Did you learn a second language when you were in school? How comfortable would you be using it now? Imagine for a moment, that you were thrust into a situation where you needed to communicate and the only language spoken was the one you learned years ago at school. I suspect you would be tongue-tied and maybe even a bit petrified to attempt to speak at all. But, there is hope.
It can be like riding a bicycle
Learning a second language can be tricky at first, but once you get the hang of it, it will be there in the future as you need it. Often people say it is like riding a bicycle. With a bit a practice it will come back from the cobwebs of our memories.
It can sometimes be difficult to re-learn how to speak and write in a second language after not using it for a long time. Even the most experienced second language speakers feel shy or rusty when it’s been a while. However, like riding a bicycle, all of those skills you developed come back to you quickly when you start using the second language again. To help with confidence when speaking and writing in your second language, try taking an online course that reviews basic grammar and conversation topics. This can help refresh your memory and get conversations flowing again. Plus, we all need to practice our second language from time to time so that we don’t lose the skill entirely!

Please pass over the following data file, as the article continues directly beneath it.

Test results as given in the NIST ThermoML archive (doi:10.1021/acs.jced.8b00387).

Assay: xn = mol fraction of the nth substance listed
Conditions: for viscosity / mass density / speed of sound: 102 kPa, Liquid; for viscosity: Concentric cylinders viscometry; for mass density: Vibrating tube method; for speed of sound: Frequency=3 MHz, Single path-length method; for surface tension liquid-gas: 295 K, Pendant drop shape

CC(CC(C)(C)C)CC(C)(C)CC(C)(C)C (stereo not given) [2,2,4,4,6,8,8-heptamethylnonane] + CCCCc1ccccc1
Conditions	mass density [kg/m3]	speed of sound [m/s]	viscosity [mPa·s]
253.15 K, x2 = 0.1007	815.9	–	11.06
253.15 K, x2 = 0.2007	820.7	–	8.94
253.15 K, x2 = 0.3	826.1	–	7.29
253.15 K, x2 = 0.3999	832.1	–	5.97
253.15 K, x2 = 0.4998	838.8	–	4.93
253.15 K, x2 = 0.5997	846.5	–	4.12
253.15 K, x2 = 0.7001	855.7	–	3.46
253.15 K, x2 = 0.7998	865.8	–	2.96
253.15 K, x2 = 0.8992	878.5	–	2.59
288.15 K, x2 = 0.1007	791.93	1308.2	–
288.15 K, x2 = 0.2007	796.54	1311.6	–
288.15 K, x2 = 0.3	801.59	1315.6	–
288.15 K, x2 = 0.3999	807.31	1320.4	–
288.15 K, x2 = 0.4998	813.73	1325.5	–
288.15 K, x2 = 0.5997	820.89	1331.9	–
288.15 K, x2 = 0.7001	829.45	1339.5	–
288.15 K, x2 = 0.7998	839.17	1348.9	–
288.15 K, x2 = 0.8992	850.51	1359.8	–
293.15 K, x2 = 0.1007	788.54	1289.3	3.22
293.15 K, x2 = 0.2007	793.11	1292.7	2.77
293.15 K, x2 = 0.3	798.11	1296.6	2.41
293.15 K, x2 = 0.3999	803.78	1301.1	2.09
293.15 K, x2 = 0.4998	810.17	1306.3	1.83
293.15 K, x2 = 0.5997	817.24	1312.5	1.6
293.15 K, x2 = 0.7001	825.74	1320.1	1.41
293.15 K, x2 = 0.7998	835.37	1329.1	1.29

Sometimes you need a reason why
I still remember when I started to refresh my French after not using it since high school. My kids were entering into French Immersion and I wanted to be able to understand what they were working on and help them out. I took a couple of courses through online university and with a bit of practice, I became comfortable with the language again.
I started to help out in the classroom and this made it easier to see how to use simpler forms of the language to communicate with the kids. I also was able to practice my French with the kids without fear of any mistakes I might make with gender usage.
Note: I still find it tough to remember which nouns are masculine and which are feminine. I often keep a dictionary nearby to check this out or I go to an online dictionary.